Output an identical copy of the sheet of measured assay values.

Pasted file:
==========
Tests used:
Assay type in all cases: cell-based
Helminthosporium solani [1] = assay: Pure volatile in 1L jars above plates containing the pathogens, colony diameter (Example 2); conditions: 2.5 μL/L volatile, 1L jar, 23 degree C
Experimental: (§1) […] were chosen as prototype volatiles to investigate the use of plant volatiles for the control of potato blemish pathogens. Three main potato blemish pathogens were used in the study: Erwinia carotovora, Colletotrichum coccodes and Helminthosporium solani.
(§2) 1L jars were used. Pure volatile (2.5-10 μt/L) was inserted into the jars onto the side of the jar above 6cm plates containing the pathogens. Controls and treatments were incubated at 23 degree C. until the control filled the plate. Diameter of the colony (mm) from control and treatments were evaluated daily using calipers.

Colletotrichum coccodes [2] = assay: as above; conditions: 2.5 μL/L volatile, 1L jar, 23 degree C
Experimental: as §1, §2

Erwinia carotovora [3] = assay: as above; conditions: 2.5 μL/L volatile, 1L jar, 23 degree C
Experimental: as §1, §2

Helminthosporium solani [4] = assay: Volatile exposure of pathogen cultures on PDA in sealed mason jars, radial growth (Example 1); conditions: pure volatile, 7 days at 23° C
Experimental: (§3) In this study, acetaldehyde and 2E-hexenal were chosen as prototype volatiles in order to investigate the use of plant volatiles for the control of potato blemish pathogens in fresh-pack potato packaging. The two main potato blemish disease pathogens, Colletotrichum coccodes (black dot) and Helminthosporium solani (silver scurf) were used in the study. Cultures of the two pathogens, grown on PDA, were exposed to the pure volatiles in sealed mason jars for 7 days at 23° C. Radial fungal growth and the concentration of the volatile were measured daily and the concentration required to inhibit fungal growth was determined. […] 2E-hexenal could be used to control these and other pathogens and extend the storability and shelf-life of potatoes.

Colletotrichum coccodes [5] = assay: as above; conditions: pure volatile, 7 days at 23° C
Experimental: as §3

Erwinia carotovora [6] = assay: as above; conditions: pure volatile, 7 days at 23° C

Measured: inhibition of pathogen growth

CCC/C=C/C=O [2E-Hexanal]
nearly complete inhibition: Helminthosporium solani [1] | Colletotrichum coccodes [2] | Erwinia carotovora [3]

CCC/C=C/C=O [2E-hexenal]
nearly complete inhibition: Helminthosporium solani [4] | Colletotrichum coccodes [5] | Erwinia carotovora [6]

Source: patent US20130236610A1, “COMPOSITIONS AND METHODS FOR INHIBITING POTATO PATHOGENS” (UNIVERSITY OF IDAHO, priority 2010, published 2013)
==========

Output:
Tests used:
Assay type in all cases: cell-based
Helminthosporium solani [1] = assay: Pure volatile in 1L jars above plates containing the pathogens, colony diameter (Example 2); conditions: 2.5 μL/L volatile, 1L jar, 23 degree C
Experimental: (§1) […] were chosen as prototype volatiles to investigate the use of plant volatiles for the control of potato blemish pathogens. Three main potato blemish pathogens were used in the study: Erwinia carotovora, Colletotrichum coccodes and Helminthosporium solani.
(§2) 1L jars were used. Pure volatile (2.5-10 μt/L) was inserted into the jars onto the side of the jar above 6cm plates containing the pathogens. Controls and treatments were incubated at 23 degree C. until the control filled the plate. Diameter of the colony (mm) from control and treatments were evaluated daily using calipers.

Colletotrichum coccodes [2] = assay: as above; conditions: 2.5 μL/L volatile, 1L jar, 23 degree C
Experimental: as §1, §2

Erwinia carotovora [3] = assay: as above; conditions: 2.5 μL/L volatile, 1L jar, 23 degree C
Experimental: as §1, §2

Helminthosporium solani [4] = assay: Volatile exposure of pathogen cultures on PDA in sealed mason jars, radial growth (Example 1); conditions: pure volatile, 7 days at 23° C
Experimental: (§3) In this study, acetaldehyde and 2E-hexenal were chosen as prototype volatiles in order to investigate the use of plant volatiles for the control of potato blemish pathogens in fresh-pack potato packaging. The two main potato blemish disease pathogens, Colletotrichum coccodes (black dot) and Helminthosporium solani (silver scurf) were used in the study. Cultures of the two pathogens, grown on PDA, were exposed to the pure volatiles in sealed mason jars for 7 days at 23° C. Radial fungal growth and the concentration of the volatile were measured daily and the concentration required to inhibit fungal growth was determined. […] 2E-hexenal could be used to control these and other pathogens and extend the storability and shelf-life of potatoes.

Colletotrichum coccodes [5] = assay: as above; conditions: pure volatile, 7 days at 23° C
Experimental: as §3

Erwinia carotovora [6] = assay: as above; conditions: pure volatile, 7 days at 23° C

Measured: inhibition of pathogen growth

CCC/C=C/C=O [2E-Hexanal]
nearly complete inhibition: Helminthosporium solani [1] | Colletotrichum coccodes [2] | Erwinia carotovora [3]

CCC/C=C/C=O [2E-hexenal]
nearly complete inhibition: Helminthosporium solani [4] | Colletotrichum coccodes [5] | Erwinia carotovora [6]

Source: patent US20130236610A1, “COMPOSITIONS AND METHODS FOR INHIBITING POTATO PATHOGENS” (UNIVERSITY OF IDAHO, priority 2010, published 2013)